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As the community receives fewer state dollars, an opportunity like the one offered by the Alaska Municipal League is timely.

Gov. Mike Dunleavy and the Legislature have been trying to eliminate a state budget deficit that at the start of his term in late 2018 came to $1.6 billion.

Dunleavy cut, and his cuts are affecting most Alaskans, businesses, state agencies and local governments. At the same time, he promised a massive Alaska Permanent Fund dividend payout that included making up for past payments shorted by his predecessor. Shorted in terms of what the dispersement formula defines.

The cuts are materializing; the massive dividend did not.

The result is financial in most communities around the state.

In Ketchikan, an AML effort might aid in mitigating the effect.

The Ketchikan Gateway Borough Assembly will talk Monday about joining a commission being created by the Alaska Municipal League for the purpose of collecting sales tax on online purchases.

Borough Attorney Glenn Brown recently told the Assembly that the borough might collect between $400,000 and $1.2 million a year through the Alaska Remote Sellers Sales Tax Commission.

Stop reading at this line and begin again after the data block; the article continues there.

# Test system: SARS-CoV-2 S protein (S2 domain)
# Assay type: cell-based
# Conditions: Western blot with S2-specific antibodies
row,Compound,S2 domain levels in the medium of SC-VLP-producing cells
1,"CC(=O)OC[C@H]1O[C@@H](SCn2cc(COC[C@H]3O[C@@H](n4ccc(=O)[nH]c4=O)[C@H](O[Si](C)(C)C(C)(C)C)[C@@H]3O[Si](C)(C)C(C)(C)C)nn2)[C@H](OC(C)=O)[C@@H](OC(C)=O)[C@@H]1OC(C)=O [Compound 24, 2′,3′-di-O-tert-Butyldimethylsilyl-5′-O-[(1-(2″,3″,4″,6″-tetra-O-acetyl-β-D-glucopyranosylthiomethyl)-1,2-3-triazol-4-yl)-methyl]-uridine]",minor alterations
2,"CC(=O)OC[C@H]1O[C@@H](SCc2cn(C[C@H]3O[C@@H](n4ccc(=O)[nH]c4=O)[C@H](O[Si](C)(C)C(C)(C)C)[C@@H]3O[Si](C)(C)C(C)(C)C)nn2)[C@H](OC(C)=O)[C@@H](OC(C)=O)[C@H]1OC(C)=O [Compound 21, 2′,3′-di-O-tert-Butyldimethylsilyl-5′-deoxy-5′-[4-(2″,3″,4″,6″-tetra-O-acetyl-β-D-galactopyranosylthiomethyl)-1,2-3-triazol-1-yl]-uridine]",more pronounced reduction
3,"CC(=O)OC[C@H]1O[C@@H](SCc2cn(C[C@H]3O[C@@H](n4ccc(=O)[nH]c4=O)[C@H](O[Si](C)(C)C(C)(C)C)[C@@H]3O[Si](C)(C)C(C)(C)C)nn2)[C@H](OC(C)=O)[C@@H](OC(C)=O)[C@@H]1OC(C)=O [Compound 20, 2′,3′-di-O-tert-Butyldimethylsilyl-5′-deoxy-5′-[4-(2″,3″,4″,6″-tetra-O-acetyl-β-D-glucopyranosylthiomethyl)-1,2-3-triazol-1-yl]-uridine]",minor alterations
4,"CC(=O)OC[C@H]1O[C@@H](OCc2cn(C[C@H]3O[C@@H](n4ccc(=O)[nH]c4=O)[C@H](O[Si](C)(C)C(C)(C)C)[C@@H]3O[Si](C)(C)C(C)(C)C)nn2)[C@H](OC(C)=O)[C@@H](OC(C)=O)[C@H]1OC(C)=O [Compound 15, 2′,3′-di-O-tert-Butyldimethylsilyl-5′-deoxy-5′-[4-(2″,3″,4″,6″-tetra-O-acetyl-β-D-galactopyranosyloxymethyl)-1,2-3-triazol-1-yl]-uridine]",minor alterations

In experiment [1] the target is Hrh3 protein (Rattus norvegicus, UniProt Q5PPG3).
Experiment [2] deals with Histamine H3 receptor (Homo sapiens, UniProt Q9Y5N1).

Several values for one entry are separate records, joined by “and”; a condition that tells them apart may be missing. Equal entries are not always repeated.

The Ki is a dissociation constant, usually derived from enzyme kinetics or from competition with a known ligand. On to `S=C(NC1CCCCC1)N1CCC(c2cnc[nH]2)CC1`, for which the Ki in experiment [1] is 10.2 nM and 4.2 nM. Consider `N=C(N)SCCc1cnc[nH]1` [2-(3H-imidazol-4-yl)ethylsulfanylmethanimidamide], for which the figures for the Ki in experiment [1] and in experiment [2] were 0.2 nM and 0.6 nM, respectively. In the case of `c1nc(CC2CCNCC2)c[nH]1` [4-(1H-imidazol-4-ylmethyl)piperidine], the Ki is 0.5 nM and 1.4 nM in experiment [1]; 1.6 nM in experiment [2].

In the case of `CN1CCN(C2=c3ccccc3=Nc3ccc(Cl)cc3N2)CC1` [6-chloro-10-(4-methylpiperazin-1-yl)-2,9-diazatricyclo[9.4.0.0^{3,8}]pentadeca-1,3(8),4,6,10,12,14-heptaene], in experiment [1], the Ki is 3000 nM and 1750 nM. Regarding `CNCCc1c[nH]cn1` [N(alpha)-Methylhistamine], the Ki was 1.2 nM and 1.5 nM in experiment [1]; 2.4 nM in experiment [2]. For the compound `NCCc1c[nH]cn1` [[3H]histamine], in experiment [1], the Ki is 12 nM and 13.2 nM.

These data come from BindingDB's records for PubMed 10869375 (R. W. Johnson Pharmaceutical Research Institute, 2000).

If the borough signs onto the agreement for developing the commission with the AML, then it would be involved in the commission’s incorporation and the writing of the bylaws. It would have the input of a founding member.

The upfront cost is nothing, although the commission would collect a percentage of the borough’s annual sales tax revenue collected by the commission to cover expenses.

Joining the AML commission would give Ketchikan the strength of numbers, as its pursues the new taxes. Any potential legal challenge would be met by an army of communities.

On the face of it, the commission appears to be a chance that shouldn’t be allowed to pass by. Dollars coming in at this juncture in local and state finances is a gift.

But the Assembly will look behind the facade Monday night. It is hoped it will see a golden opportunity.